Chris Williamson’s Tory love-in: backbencher formed alliance with Conservatives as Labour leader of Derby council

Firebrand MP Chris Williamson formed a Labour-Tory alliance when he was leader of Derby City Council after Labour lost its majority in local elections.

Firebrand MP Chris Williamson formed a Labour-Tory alliance when he was leader of Derby City Council after Labour lost its majority in local elections.

Williamson, who signed up to the Pidcock Doctrine this week by stating he could never befriend a Tory, led Derby in coalition with the Tories for nearly two years from 2006.

The deal was struck after the local elections in May of that year, when a third of the city’s councillors stood for reelection.

The Tories and Lib Dems both made gains. Under the deal struck by Williamson, three Tory councillors joined the cabinet and Williamson remained leader.

Archived copies of the Derby City Council website show that Williamson was leader of a Conservative – Labour alliance from at least May 2006 to March 2008, with Williamson sitting alongside Tory councillors in cabinet throughout that period.

The arrangement was slammed by the Liberal Democrats in a press release issued at the time the Tory-Labour alliance was agreed on May 9 2006.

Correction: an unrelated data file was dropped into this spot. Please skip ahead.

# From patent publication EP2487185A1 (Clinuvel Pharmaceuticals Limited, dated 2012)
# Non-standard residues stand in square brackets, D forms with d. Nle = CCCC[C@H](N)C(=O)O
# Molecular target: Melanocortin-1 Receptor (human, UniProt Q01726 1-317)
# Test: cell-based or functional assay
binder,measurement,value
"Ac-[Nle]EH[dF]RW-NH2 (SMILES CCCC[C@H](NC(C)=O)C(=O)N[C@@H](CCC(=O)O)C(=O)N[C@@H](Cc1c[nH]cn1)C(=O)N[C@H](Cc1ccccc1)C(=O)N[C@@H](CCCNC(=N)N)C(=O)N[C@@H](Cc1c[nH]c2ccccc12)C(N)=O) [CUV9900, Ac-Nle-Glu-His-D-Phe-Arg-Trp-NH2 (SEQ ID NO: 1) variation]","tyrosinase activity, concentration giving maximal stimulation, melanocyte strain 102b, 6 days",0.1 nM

It attacked Williamson for joining a “coalition of losers” – claiming that “many Labour and Conservative voters will be furious with their parties for abandoning their principles to keep hold of a bit of power”.

The notion that pragmatism might win out over principle is anathema to Williamson, who floated the idea that council tax on the wealthiest homes should be doubled under a Labour government shortly before he resigned as Shadow fire minister earlier this year.

The committed Corbynista rarely talks about his time as Derby leader. He appears to have omitted this detail from biographies on his Twitter and Facebook profiles.

Before he was reelected to Parliament in 2017, he described himself as “leader of Derby City Council on two separate occasions” but did not provide the dates when he was in power.

The political climate was completely different a decade ago and many will argue Williamson was right to hold his nose and sit alongside Tories in order to keep Labour in power in Derby.

But others might wonder why a man who boasts he’s “never kissed a Tory” was willing to jump into bed with three of them.

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